Saturday, January 16, 2021

Stop Signature Flight Support from bullying the Airline History Museum at Charles B. Wheeler Downtown Airport (KMKC)

Airline History Museum at Kansas City Wheeler Downtown airport, needs your help. The Airline History Museum and Lockheed Constellation have been a landmark of Kansas City since 1986. Signature Flight Support wants to close the museum. Why...You might ask? Well we don’t know. We are written into the master lease and are a tenant through 2050 as part of that lease. Signature does not pay rent to the city for our property but are demanding that we pay rent to them.

For years there have been tens of thousands of square feet of empty hangars which Signature controls. With the removal of the VOR, there are acres of vacant land to build new hangars. There are areas that are rented out for non-aviation use, yet Signature is pressuring the museum to vacate.

So we need your help to ask the Aviation Department - WHY? Why is the Aviation Department and the City allowing this? Why has the Aviation Department and City Council allowed Signature to take $500,000 meant for our museum? Why does Signature refuse to return $61,500 in wrongfully collected rent.

Please ask City Councilwoman Teresa Loar, - WHY? Please ask Director of Aviation for KCMO Patrick Klein, - WHY? Please ask Wheeler Downtown Airport Manager Melissa Cooper, - WHY? Please ask Signature – WHY?

This isn't a request for money or donations, this is a request to bring awareness to the fact that the Airline History Museum is written into the new 2005 Master Lease to remain at its current location "as long as it remains a non-profit", however Signature is trying to use the terms of a terminated sublease from 2000 in an attempt to pressure the museum to close. The Kansas City Aviation Department has acknowledged the situation and agreed with the AHM but will not step in and right the wrong.

We cannot allow a Large Corporation to bully the city and our museum.

Read more here:


  1. Sounds like they’re managing this like they manage their FBO’s... it’s all about the money.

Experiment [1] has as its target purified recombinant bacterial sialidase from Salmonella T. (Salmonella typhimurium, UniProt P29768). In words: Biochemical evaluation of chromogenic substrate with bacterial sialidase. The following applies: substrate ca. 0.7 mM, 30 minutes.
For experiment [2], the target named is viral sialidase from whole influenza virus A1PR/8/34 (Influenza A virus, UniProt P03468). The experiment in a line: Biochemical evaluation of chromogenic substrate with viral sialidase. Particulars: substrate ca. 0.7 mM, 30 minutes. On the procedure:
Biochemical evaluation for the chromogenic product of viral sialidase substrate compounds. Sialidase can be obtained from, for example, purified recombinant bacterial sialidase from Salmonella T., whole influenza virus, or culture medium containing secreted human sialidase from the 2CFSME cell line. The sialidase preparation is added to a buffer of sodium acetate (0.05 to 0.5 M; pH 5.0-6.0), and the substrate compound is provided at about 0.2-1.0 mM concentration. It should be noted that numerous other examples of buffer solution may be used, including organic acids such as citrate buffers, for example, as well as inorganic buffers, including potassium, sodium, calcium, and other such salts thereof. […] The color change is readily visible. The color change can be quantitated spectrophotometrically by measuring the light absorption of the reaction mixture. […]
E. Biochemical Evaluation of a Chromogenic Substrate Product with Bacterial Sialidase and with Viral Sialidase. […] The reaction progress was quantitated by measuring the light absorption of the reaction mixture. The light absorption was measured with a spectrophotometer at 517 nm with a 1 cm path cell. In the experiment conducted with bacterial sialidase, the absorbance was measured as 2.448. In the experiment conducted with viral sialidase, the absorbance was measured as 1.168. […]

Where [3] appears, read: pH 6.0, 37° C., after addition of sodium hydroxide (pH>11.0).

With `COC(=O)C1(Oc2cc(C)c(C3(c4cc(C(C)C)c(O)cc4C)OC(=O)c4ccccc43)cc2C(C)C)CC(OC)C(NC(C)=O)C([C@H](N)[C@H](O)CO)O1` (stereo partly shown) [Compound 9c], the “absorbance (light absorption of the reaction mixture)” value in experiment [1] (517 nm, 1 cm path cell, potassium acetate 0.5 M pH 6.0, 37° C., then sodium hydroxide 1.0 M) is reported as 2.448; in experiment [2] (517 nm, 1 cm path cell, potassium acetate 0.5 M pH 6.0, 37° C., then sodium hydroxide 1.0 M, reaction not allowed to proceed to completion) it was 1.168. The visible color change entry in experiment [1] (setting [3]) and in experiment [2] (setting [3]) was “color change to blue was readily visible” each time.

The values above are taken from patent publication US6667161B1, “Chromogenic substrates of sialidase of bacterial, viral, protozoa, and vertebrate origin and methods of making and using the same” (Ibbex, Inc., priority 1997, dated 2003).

2. Signature did the same thing at KAVL Asheville Regional Airport. Why are they forcing museums out?

  3. Signed and donated.
    Thanks for sharing!

  4. I signed and donated, but here's the problem(s).

    1. According to the city - and I had an email exchange with Aviation Director Pat Klein - Signature has the master lease on the land the museum occupies. This makes the museum Signature's tenant. I fully appreciate that this is a matter of dispute between Signature and the museum, but the city's position is clear - the dirt is leased to Signature, who sublets to the museum.

    2. Signature has given money to every politician and aviation lobbyist in every district where they have an operation. The museum might find some politicians to pay lip service to the "save the museum" cause, but those same politicians are ultimately bought and paid for by Signature and will not take consequential action to stop Signature. I have spoken to one Congressman who is in that EXACT position.

    3. Lastly, the museum would have done well to not acquire so many airplanes and focus their budget on two things - having a legal war chest and flying the Constellation. The Connie was by far the #1 driver in interest and fund raising for the museum and its "star power" (like the play on words?) was magnified by FLYING it. Yes, it's expensive and risky. But I know one of the head maintenance folks there and when he was hired / retained, one of the first things he did was to say "show me the corrosion on the Connie". There is no corrosion of consequence on that airplane. They're just nervous and stretched too thin to fly the airplane. The failure to keep the Connie flying puts the museum in the difficult position of being behind the 8 ball on funding AND likely having to disassemble and truck their star attraction and most important artifact off the property should Signature prevail. A profoundly sad set of circumstances.

    I've seen this same drama played out in other cities and it never ends well, especially for the volunteers who've put the sweat of their lives into preserving the airplanes. Hopefully, this time it will be different and the Connie and her sisterships will remain where they are.